The co-op board approval process varies by building, but, in general, you will provide a confidential personal financial statement, sometimes, the first few pages of the most recent two years of tax returns, a narrative credit report, and several personal and professional letters of reference. After the co-op board has reviewed these documents, a personal interview is scheduled.

As with the purchase of a condominium, co-op contracts also have an attorney approval and inspection contingency time frame and during this period you will receive all of the necessary documents to acquaint you with the structure and financial health of the cooperative. It is important to note, if you are considering the purchase of a co-op, that, in most cases, you will not be able to lease your apartment


 -Photo: Lobby of the Drake Tower Cooperative ~  179 E Lake Shore Drive

 

What is a co-op apartment?
When you purchase a co-op apartment, you are purchasing shares of stock in a legal entity, usually an Illinois corporation, that owns the real estate. Along

Real estate

Chicago Streeterville Co-op Apartment Drake Tower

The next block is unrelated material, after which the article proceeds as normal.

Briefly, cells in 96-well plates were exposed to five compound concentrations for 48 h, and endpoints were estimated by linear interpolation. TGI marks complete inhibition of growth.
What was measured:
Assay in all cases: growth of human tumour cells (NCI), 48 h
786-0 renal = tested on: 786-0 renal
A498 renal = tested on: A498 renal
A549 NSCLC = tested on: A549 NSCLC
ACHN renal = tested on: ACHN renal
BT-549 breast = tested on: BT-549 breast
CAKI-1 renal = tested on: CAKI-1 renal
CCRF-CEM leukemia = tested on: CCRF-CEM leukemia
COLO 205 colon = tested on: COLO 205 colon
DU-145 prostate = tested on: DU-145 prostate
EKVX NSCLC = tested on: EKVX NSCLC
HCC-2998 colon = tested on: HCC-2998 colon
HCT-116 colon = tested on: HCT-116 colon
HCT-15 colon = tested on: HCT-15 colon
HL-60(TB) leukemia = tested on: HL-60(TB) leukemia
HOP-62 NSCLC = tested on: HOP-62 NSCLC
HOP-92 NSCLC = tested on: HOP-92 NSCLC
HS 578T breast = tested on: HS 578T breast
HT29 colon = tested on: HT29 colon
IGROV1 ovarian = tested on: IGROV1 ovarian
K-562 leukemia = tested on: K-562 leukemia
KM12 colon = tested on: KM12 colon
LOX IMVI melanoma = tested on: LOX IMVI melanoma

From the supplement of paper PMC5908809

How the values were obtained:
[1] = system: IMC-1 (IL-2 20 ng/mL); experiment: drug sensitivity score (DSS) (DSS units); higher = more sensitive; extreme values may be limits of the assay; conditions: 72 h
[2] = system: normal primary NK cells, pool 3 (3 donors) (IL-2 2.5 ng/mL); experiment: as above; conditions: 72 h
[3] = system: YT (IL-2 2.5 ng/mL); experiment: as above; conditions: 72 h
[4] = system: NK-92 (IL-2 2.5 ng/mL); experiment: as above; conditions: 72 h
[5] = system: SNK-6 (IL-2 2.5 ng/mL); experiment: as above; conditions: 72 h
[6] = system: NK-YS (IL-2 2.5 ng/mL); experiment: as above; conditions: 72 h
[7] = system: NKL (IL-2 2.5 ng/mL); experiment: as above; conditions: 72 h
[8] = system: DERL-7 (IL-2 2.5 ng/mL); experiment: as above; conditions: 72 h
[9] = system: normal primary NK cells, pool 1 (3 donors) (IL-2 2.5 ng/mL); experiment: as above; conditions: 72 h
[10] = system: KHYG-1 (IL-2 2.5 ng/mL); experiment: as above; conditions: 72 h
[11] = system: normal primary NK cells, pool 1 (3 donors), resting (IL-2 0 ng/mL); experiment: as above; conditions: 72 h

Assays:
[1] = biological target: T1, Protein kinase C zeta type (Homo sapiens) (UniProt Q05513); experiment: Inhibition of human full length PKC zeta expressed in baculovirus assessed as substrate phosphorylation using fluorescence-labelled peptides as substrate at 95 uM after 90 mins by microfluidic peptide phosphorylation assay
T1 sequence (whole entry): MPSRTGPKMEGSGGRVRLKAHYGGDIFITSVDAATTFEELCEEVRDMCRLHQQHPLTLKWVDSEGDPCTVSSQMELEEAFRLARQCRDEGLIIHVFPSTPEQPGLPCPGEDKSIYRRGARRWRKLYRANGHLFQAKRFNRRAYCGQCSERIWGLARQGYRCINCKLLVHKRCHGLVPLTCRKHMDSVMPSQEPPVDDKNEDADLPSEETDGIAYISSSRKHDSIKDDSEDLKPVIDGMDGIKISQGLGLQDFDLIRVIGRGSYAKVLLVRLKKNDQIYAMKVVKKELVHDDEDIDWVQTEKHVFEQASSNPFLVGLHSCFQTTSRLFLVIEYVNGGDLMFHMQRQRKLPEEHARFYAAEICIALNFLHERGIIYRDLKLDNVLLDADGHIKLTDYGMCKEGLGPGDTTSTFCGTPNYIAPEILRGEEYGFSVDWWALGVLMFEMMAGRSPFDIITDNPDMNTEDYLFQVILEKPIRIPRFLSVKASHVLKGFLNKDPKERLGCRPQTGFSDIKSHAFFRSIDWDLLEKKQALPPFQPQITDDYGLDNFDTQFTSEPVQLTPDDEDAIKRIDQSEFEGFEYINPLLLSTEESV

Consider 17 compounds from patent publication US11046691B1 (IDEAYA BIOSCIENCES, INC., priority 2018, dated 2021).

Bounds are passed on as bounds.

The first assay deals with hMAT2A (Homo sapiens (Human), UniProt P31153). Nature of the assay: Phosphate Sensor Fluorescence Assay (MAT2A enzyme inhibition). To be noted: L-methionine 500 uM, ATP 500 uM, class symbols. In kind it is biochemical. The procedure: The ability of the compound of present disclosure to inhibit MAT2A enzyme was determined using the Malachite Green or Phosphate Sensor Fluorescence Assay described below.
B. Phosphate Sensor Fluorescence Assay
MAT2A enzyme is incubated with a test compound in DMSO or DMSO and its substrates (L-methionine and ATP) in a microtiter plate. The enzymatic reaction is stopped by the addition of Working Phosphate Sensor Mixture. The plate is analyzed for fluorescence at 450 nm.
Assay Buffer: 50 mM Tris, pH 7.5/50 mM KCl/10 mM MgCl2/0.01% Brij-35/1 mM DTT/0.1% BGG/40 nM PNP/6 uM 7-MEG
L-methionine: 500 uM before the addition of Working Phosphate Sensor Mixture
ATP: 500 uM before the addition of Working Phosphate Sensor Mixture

When it comes to understanding the full array of housing options in Chicago, you needn’t be confused when you are considering a choice among the “Big Three”— single-family homes, condominiums, and cooperative (co-op) apartments. Most people have a clear idea of what it means to buy a freestanding, single-family house; condominiums are a concept people can grasp in a simple phrase, “an apartment you own. Basically, a co-op is different from a condominium only in its legal and financial form— the essential idea of ownership is the same. But instead of being simply “an apartment you own,” you are purchasing shares of stock in a legal entity, usually an Illinois corporation, that owns the real estate. Along with the shares, you receive a Proprietary Lease that entitles you to occupy a certain unit. Instead of a deed, you own shares in the whole building. The concept for co-op apartments is rooted in historical notions of “economic democracy” that originated in European cities, promoting the idea that even in multi-unit buildings, monthly rent could be replaced with a possession and equity structure that mirrored the advantages of homeownership. In Chicago, co-ops were the first form of apartment ownership, built between 1911-1929. The first “high rises” along the lakefront, these classic high end vintage or pre-war buildings are renowned today for their grand and gracious floor plans and architecturally significant details, similar to the historical buildings and best addresses along New York’s Fifth and Park Avenues. A classic co-op conjures scale, grace, and elegance with lobbies and shared spaces that match the architecture and aesthetics of the homes within. High ceilings, classical millwork, original fireplaces with many still wood burning, formal dining and living rooms, lush libraries, bedroom suites, and large kitchens with butler’s pantries and maid’s rooms, the perfect size for today’s home office, hark back to a time when gracious living would not be compromised just because you resided twelve stories above ground. Square footage in co-ops rival that found in single family homes, and, with the lake, parks, and city skyline so near at hand, expansive views as well. The purchase options differ among co-ops, with a few cooperatives not permitting financing and others restricting borrowed amounts to 50% of appraised or purchase price. Further, banks don’t offer traditional mortgages on co-ops, but do have similar loan offerings that provide the same benefits. Shareholders in a cooperative also pay real estate taxes, but they do not receive individual tax bills. A single tax bill is issued to the corporation and shareholders’ proportional share of the total bill, based on the number of shares they own, is included in their monthly assessment, which explains why co-op assessments appear higher than condos. The co-op board approval process varies by building, but, in general, you will provide a confidential personal financial statement, sometimes, the first few pages of the most recent two years of tax returns, a narrative credit report, and several personal and professional letters of reference. After the co-op board has reviewed these documents, a personal interview is scheduled. As with the purchase of a condominium, co-op contracts also have an attorney approval and inspection contingency time frame and during this period you will receive all of the necessary documents to acquaint you with the structure and financial health of the cooperative. It is important to note, if you are considering the purchase of a co-op, that, in most cases, you will not be able to lease your apartment -Photo: Lobby of the Drake Tower Cooperative ~ 179 E Lake Shore Drive